The latest blow to the indigenous rights at STR is the Madras High Court order banning cattle grazing in tiger reserves. This comes close on the heels of the court’s February order banning vehicular traffic on NH 958 which connects Coimbatore with Bengaluru and runs through the STR.

Sivamurthy and Senthil, residents of Mavanatham village said that they get to know the forest better during their daily grazing trips to the interiors. “On many occasions, we have helped the forest department by informing them about animal movements or when we spot carcasses. If they stop cattle grazing immediately, it will be very difficult for us to survive,” Senthil said. “Earlier we could collect gooseberries, silk cotton, etc. which was stopped when it became a tiger reserve because the forest department told us that forest produces are for the wild animals and birds. The gooseberries need to be plucked regularly without which the trees will be attacked by parasites which is happening in the forest now. Some of these trees and bamboo have to be pruned regularly for better growth. We are not allowed to do these and the forest is degrading,” Sivamurthy said. They also point to the uncontrolled growth of invasive plants like Lantana and say that it is because they are not allowed to manage the forest as before. The Soliga practice of laying taragu benki or surface fires to destroy invasives and parasites which is supposed to help the grass grow better has long been stopped. It has been debated as one of the reasons for large canopy fires in the forests. A 2020 study on rangelands in California showed that cattle grazing played an important role in reducing fine fuels (grasses and other plants) which is a good fix to repeated wildfires.

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“The implementation of FRA has been particularly challenging in tiger reserves across the country,” said Neema Pathak Broome of Kalpavriksh, a Pune-based environmental action group. Critical tiger habitats, also known as core areas of tiger reserves, are identified under the Wild Life Protection Act (WLPA), 1972 as areas “required to be kept as ‘inviolate’ for the purpose of tiger conservation, without affecting the rights of the Scheduled Tribes or such other forest dwellers”. Pathak Broome said the term ‘’inviolate” in the clause often gets misinterpreted as “cleared of any human presence” but the progressive conservation approach recognises the possibility of keeping the core habitat “inviolate” while coexisting with the big cat. As seen in STR, the individual forest rights are relatively easy to acquire but except for a few tiger reserves like BRT tiger reserve, Melghat tiger reserve, etc., the claim for community forest rights to access forest produce continues to be an uphill battle, said Pathak Broome.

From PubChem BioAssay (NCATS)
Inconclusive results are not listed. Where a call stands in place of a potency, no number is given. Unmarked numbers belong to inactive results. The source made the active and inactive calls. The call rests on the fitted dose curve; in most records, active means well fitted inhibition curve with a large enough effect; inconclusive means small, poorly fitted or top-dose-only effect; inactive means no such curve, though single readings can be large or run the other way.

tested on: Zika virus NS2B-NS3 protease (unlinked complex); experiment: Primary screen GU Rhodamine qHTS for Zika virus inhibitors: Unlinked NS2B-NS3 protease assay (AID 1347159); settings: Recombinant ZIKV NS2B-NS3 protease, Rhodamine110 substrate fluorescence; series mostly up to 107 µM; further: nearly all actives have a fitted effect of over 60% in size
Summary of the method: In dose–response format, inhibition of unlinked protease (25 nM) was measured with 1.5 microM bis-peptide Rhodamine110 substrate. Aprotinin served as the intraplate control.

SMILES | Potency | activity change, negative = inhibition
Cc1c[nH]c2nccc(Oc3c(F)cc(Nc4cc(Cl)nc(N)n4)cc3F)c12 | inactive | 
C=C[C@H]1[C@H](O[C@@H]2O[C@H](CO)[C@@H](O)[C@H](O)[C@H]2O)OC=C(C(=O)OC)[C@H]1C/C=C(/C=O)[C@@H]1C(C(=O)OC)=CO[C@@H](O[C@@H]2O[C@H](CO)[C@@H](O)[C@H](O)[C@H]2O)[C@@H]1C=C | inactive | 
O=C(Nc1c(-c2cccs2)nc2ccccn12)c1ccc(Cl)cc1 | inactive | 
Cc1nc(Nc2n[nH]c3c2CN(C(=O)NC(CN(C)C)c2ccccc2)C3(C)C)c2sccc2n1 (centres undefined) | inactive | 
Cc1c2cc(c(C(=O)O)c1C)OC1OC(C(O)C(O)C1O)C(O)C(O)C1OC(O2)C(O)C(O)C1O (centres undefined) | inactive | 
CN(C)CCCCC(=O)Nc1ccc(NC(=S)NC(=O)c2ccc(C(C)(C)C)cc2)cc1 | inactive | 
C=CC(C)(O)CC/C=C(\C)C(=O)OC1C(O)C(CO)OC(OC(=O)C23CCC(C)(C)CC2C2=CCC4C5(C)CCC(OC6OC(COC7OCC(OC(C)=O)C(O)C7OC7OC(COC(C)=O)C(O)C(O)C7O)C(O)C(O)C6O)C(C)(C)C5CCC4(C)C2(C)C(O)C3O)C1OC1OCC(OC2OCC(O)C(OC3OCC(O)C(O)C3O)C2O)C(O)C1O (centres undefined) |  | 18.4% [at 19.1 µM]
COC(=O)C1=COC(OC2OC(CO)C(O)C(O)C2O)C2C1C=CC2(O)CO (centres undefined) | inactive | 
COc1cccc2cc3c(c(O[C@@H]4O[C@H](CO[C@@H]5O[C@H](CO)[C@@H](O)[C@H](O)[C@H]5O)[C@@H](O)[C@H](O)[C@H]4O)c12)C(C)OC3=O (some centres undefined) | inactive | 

Jyotsna Krishnakumar, director, Keystone Foundation, a nonprofit working for Indigenous rights said that FRA gives gram sabhas (village general assembly) complete freedom to come up with forest management plans. “In places like Pillur and Sigur (in the NBR), we have observed that efficient, organised and assertive gram sabhas can make things work. At the same time, it is important that communities and forest department work with and not against each other and use a language of cooperation which is what FRA aims to do,” she said.

(The story first appeared on Mongabay-India)